In our culture, food is the great communicator, the universal love language of our people. Not just food, but home cooking specifically, como siempre hay comida en la casa, according to our parents every time we asked to stop by a McDonald’s on the way home from school. 

Many of us have grown up in the kitchen beside our mothers and grandmothers, graduating from taste testers to sous chefs, learning when to add a pinch of this or un chin of that. 

But what is it exactly that makes our family’s cooking taste so good? Ask any matriarch and she’ll say that love is the secret ingredient. We may have bought that as children, but we know better now. 

Here are nine cooking tips that will level up your kitchen game and make you the talk of every potluck. Take that, abuela. 

Don’t wash your meat. 

This is something you may have to correct your own family on, as many people still opt to wash their meat. According to the USDA, washing meat is canceled, as we have learned in recent years that it can lead to cross-contamination and spread of bacteria. Also, certain cleaning products used by people to wash their cuts of chicken or beef may contain hazardous chemicals that are dangerous to eat. When it comes to chicken, you should also avoid using a wood cutting board, as bacteria can grow in the wood particles. Essentially, it can lead to hella salmonella, which you don’t want, although it does sound like a great name for a punk rock band.

Place half an onion inside your rice cooker. 

Arroz blanco doesn’t have to be boring. For extra flavor, slice an onion in half and submerge it into the uncooked rice in the rice cooker. As it cooks, the onion will release its sweet and savory aroma, permeating every grain of rice. You can try this with cloves of garlic, too, which will not only make for delicious rice, but will also ward off vampires. We love a dish that doubles as a despojo.  

Pour a beer into your arroz con pollo. 

The French love adding wine to their food; we love adding beer. As it turns out, alcohol equals flavor. When making arroz con pollo, arroz con camarones or any other rice stew dish, pour a beer into the pot at the end, just as the rice is done cooking. The rice will absorb the flavors of the beer, so choose carefully. A Corona or a Dos Equis will add brightness and a mild funkiness, cutting through the richness of the dish. Cook responsibly, my friends. 

Use sofrito as the main base for everything. 

Of course, there are many different versions of sofrito — recaito, refogado, sazón — but most of the ingredients stay the same and typically consist of garlic, onions, peppers, herbs, tomatoes and/or some kind of acid. Some moms swear by limon, while others prefer vinegar. Whatever assortment you choose, dice up the ingredients and sauté them in hot oil as the base for almost any dish. This smell was my alarm clock on the weekends growing up, and I wouldn’t have it any other way.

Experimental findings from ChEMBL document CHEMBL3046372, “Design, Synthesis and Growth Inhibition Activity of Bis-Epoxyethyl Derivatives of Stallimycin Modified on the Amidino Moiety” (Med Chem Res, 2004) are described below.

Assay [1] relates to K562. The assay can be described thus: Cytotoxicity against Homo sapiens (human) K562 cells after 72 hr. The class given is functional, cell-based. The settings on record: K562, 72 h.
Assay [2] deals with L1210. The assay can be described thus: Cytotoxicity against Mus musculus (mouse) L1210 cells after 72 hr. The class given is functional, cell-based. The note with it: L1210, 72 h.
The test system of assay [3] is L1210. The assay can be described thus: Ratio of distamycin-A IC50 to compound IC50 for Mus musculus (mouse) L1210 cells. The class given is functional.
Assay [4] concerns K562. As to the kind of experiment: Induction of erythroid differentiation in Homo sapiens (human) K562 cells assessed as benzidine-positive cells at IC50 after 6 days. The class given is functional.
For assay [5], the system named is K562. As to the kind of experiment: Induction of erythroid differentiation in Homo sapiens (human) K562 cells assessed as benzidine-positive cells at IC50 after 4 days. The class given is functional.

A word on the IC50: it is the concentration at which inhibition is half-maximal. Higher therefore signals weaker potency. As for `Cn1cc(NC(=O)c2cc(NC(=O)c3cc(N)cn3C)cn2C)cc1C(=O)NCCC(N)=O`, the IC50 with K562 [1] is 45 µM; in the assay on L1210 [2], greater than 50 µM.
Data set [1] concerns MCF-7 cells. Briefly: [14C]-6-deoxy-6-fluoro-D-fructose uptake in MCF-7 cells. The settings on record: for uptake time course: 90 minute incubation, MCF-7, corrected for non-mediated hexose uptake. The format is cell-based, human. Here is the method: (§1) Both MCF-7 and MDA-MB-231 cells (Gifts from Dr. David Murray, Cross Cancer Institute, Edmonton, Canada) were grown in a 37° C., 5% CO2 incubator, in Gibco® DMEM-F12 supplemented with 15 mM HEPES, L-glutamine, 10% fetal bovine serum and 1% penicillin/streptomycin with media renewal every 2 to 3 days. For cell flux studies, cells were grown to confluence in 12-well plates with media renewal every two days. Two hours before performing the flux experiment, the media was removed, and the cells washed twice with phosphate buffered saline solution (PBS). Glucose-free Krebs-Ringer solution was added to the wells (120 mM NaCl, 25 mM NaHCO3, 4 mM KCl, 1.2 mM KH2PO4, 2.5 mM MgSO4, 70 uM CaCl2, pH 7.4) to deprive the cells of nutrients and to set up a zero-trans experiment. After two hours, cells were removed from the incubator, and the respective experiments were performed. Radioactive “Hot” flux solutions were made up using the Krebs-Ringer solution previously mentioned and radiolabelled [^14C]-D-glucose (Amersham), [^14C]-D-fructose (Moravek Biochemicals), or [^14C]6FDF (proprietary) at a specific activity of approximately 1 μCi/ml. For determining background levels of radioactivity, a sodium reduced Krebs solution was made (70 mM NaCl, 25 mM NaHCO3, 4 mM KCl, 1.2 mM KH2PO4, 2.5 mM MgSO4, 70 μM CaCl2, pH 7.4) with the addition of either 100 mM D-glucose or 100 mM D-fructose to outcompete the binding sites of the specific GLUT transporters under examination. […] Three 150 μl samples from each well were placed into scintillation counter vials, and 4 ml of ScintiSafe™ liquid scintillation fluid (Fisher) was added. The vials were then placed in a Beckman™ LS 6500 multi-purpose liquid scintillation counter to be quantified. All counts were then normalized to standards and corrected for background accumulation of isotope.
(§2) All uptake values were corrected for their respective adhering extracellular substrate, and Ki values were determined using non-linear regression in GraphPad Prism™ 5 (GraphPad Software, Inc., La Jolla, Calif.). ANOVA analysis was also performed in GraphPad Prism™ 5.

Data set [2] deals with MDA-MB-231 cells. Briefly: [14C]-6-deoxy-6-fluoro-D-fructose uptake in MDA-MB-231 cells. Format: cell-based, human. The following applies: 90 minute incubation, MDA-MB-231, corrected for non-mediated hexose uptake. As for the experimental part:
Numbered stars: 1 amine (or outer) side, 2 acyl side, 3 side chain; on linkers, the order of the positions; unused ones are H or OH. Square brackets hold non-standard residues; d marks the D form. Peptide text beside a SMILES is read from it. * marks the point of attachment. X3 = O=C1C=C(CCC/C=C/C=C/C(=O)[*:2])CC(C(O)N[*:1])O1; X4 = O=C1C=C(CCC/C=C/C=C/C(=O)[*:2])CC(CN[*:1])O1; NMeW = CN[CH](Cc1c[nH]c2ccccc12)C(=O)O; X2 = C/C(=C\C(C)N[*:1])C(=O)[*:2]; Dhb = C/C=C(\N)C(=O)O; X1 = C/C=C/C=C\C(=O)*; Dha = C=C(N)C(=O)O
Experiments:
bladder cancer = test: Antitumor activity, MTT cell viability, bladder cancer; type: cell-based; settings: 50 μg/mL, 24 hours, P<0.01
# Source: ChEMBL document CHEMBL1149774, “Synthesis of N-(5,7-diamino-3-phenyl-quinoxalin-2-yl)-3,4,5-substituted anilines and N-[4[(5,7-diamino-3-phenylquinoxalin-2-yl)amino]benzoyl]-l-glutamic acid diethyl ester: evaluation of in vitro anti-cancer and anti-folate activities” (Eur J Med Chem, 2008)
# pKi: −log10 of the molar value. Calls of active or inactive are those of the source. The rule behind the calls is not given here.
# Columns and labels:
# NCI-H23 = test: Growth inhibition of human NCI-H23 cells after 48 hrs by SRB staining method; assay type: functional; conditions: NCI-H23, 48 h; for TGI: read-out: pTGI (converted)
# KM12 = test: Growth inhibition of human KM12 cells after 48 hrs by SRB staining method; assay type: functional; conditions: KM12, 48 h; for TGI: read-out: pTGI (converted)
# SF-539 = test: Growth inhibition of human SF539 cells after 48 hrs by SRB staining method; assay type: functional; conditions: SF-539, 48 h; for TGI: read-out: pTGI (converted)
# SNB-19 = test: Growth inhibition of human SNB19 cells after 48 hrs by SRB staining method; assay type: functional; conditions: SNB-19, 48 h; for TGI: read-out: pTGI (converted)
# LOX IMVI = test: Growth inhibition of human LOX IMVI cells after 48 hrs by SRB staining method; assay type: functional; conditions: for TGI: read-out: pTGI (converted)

Blend half of the beans in the pot and then add them back in. 

This will give you a thicker, creamier consistency to your frijoles fritos to combat the inherent wateriness of frijoles. This also works for other soups and stews that you may want to thicken without jeopardizing taste, considering that some thickening agents like flour and cornstarch can dilute flavor and lead to clumping. We want your kitchen to be an all flavor, no-clump zone. 

Char your vegetables to make salsa. 

A kiss of fire will add smokiness and depth to your peppers, tomatoes and tomatillos, and ultimately, to the salsa you make with them. If you don’t have access to an open flame, try roasting the vegetables in the oven until the skin is blackened and soft. Then, scrape off the charred skin and add to your food processor, along with all of your other components. Finally, you must decide whether you want to be team chunky or team smooth. 

Try the LTS method to check if an avocado is ready. 

Great for guacamole, ensalada de aguacate or as a topper on toast, among countless other applications, the humble avocado has never gone out of style. However, there is little worse than cutting into a raw avocado you thought was ready. To avoid that, here is a method I’m calling LTS, which stands for “look, touch, shake.” Look at the avocado: the darker the color, the more likely it’s ripe. Touch the avocado: if it yields, it’s likely to be ripe. Shake the avocado: if the seed rattles inside, slice that baby open ASAP. As we all know, the window of time between perfectly ripe and overripe is about an hour. Same for bananas. 

Soak eggplants in water overnight. 

Although the eggplant is a fairly elusive ingredient in Latin American cooking when compared to rice or beans, there are still many recipes that call for it. I grew up eating a pork and berenjena dish that I loved and now make myself. When I asked my mom for the recipe, the first thing she said was, “You have to soak the eggplant overnight.” This gets rid of the bitterness, making the eggplant a perfect, neutral vehicle for spicy, saucy, porky goodness. 

Add a splash of soy sauce to your bean soup.

I’m done gatekeeping this. I add salsa china to every single pot of beans I make, as instructed by my mom and late grandmother. The rich umami flavor of the soy sauce melds so well with the deep, earthy notes of the frijoles, leading to a surprising yet subtle nuanced taste that’s hard to put your finger on. If someone tries your beans and asks what special ingredient you used, simply say, “Amor,” like our parents would say to us.